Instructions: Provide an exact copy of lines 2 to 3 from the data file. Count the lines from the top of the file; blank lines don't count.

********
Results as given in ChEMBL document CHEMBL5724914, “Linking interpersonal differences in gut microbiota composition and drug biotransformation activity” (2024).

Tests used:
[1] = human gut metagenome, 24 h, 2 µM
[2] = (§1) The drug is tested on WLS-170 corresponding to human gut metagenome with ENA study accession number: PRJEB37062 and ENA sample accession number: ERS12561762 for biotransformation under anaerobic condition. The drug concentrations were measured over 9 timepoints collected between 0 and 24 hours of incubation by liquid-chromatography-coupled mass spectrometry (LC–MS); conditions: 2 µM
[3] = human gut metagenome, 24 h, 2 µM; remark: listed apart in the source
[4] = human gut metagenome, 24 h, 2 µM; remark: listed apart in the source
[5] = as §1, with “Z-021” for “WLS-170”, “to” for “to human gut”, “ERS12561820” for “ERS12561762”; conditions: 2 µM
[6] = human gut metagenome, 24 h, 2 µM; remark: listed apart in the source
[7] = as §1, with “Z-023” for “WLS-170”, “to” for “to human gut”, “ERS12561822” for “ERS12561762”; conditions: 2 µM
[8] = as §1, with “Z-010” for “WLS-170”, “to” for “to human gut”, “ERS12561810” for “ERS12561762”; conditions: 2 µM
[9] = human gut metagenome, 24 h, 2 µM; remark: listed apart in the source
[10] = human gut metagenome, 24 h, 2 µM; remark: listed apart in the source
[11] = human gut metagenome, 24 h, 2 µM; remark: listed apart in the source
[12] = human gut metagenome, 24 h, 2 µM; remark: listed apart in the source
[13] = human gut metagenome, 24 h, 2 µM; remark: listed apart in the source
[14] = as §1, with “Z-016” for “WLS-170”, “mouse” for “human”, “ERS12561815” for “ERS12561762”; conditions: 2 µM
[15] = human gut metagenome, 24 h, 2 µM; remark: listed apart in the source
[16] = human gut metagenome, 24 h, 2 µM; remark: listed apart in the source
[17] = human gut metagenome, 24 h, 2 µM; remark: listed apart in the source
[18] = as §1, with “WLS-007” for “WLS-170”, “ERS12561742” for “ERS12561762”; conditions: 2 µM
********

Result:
Tests used:
[1] = human gut metagenome, 24 h, 2 µM